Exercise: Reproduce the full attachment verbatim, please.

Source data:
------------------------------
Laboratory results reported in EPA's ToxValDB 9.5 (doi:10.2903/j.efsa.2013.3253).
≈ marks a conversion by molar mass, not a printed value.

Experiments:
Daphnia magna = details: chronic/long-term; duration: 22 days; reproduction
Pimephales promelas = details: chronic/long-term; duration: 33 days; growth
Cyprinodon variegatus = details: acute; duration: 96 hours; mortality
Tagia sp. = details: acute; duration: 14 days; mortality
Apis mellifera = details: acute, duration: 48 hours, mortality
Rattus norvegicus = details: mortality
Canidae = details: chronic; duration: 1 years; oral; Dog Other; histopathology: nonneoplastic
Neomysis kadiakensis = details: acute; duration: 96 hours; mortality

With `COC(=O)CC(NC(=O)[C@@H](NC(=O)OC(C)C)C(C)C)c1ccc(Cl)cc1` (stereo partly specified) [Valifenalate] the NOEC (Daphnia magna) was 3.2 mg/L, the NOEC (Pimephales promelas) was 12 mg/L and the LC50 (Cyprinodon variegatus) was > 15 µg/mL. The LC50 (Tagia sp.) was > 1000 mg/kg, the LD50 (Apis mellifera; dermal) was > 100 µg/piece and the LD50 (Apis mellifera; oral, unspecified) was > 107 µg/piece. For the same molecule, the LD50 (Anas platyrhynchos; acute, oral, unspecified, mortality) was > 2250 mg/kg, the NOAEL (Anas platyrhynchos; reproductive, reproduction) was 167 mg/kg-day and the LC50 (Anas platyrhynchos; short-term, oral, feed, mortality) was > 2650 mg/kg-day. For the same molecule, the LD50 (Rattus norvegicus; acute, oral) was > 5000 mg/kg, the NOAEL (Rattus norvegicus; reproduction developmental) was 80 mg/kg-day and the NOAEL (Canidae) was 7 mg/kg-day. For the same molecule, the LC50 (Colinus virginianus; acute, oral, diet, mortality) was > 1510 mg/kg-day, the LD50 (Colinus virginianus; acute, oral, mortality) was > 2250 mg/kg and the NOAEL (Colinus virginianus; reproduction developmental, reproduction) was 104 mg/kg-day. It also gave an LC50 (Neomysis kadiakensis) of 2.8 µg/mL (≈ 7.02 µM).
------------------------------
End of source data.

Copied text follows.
Laboratory results reported in EPA's ToxValDB 9.5 (doi:10.2903/j.efsa.2013.3253).
≈ marks a conversion by molar mass, not a printed value.

Experiments:
Daphnia magna = details: chronic/long-term; duration: 22 days; reproduction
Pimephales promelas = details: chronic/long-term; duration: 33 days; growth
Cyprinodon variegatus = details: acute; duration: 96 hours; mortality
Tagia sp. = details: acute; duration: 14 days; mortality
Apis mellifera = details: acute, duration: 48 hours, mortality
Rattus norvegicus = details: mortality
Canidae = details: chronic; duration: 1 years; oral; Dog Other; histopathology: nonneoplastic
Neomysis kadiakensis = details: acute; duration: 96 hours; mortality

With `COC(=O)CC(NC(=O)[C@@H](NC(=O)OC(C)C)C(C)C)c1ccc(Cl)cc1` (stereo partly specified) [Valifenalate] the NOEC (Daphnia magna) was 3.2 mg/L, the NOEC (Pimephales promelas) was 12 mg/L and the LC50 (Cyprinodon variegatus) was > 15 µg/mL. The LC50 (Tagia sp.) was > 1000 mg/kg, the LD50 (Apis mellifera; dermal) was > 100 µg/piece and the LD50 (Apis mellifera; oral, unspecified) was > 107 µg/piece. For the same molecule, the LD50 (Anas platyrhynchos; acute, oral, unspecified, mortality) was > 2250 mg/kg, the NOAEL (Anas platyrhynchos; reproductive, reproduction) was 167 mg/kg-day and the LC50 (Anas platyrhynchos; short-term, oral, feed, mortality) was > 2650 mg/kg-day. For the same molecule, the LD50 (Rattus norvegicus; acute, oral) was > 5000 mg/kg, the NOAEL (Rattus norvegicus; reproduction developmental) was 80 mg/kg-day and the NOAEL (Canidae) was 7 mg/kg-day. For the same molecule, the LC50 (Colinus virginianus; acute, oral, diet, mortality) was > 1510 mg/kg-day, the LD50 (Colinus virginianus; acute, oral, mortality) was > 2250 mg/kg and the NOAEL (Colinus virginianus; reproduction developmental, reproduction) was 104 mg/kg-day. It also gave an LC50 (Neomysis kadiakensis) of 2.8 µg/mL (≈ 7.02 µM).